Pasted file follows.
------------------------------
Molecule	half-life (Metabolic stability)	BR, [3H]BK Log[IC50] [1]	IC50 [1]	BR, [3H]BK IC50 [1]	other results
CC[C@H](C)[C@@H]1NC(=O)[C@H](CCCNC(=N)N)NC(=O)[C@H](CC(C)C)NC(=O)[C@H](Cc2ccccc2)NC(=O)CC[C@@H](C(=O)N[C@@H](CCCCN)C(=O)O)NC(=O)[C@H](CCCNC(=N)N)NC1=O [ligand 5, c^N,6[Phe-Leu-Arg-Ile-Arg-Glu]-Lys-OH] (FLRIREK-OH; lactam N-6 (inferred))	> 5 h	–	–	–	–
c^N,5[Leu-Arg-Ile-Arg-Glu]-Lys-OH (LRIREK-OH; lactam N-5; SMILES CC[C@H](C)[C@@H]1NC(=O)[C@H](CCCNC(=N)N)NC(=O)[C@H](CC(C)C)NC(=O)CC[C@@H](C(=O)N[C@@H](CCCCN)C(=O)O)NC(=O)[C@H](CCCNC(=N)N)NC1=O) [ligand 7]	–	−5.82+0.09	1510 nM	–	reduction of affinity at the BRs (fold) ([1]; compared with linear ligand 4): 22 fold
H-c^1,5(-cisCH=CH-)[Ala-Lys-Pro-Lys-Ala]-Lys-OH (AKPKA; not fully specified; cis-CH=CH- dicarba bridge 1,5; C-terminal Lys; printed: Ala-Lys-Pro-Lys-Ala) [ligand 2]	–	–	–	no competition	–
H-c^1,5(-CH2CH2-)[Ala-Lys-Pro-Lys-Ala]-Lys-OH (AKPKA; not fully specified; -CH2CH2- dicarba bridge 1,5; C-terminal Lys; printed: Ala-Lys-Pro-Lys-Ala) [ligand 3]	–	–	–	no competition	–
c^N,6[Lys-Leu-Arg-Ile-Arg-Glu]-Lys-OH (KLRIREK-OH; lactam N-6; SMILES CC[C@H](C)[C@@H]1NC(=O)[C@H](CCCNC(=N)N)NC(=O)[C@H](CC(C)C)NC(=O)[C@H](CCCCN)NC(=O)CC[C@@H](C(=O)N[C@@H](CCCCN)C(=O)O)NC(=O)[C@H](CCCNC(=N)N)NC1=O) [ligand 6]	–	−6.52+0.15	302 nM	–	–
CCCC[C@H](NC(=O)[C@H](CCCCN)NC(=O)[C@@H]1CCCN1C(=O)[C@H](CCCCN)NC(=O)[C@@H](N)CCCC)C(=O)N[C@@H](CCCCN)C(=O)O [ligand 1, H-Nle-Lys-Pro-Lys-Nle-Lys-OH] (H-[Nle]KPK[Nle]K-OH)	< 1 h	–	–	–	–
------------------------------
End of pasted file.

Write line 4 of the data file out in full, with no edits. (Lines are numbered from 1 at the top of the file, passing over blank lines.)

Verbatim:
H-c^1,5(-cisCH=CH-)[Ala-Lys-Pro-Lys-Ala]-Lys-OH (AKPKA; not fully specified; cis-CH=CH- dicarba bridge 1,5; C-terminal Lys; printed: Ala-Lys-Pro-Lys-Ala) [ligand 2]	–	–	–	no competition	–